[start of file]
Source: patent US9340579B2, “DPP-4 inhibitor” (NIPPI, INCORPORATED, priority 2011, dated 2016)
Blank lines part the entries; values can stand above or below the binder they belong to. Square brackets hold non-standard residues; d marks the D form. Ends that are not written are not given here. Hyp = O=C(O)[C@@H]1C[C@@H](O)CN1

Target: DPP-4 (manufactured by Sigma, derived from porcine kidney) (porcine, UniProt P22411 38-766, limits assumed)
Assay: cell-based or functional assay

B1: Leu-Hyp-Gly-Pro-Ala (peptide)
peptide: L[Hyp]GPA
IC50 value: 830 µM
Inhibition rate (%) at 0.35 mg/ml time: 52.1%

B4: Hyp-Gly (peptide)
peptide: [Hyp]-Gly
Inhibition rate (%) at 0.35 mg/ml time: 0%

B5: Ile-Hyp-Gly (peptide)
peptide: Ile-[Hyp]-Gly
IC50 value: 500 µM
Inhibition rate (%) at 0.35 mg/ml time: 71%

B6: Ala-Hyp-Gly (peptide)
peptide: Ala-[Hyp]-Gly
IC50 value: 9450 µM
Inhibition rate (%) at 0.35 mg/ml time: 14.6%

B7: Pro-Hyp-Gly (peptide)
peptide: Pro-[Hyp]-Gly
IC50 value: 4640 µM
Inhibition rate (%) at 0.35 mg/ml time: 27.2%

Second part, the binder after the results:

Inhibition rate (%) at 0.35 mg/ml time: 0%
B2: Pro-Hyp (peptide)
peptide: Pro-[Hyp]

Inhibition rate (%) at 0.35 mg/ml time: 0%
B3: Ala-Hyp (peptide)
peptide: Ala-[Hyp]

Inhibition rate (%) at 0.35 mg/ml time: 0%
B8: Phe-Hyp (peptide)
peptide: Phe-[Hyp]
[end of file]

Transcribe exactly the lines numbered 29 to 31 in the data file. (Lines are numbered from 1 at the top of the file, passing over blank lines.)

B3: Ala-Hyp (peptide)
peptide: Ala-[Hyp]

Inhibition rate (%) at 0.35 mg/ml time: 0%